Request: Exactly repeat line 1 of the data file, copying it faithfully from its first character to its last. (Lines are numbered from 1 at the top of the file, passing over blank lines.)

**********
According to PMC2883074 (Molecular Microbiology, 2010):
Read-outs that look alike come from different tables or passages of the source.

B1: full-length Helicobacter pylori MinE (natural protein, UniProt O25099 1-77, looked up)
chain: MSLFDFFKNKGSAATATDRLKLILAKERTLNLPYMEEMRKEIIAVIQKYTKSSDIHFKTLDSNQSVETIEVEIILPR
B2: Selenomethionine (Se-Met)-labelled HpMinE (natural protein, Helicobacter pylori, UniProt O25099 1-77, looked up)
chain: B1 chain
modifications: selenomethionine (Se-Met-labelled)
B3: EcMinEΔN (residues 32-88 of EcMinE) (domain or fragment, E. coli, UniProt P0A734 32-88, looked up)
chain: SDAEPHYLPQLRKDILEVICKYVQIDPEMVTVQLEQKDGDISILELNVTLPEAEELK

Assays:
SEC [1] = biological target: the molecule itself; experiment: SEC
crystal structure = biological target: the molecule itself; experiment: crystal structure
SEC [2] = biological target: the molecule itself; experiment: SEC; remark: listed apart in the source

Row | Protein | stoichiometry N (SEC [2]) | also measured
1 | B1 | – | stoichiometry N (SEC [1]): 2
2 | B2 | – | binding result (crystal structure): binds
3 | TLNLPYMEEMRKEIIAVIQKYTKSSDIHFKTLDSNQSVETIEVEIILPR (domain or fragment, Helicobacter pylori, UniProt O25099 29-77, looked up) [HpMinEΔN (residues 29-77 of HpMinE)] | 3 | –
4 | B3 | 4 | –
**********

According to PMC2883074 (Molecular Microbiology, 2010):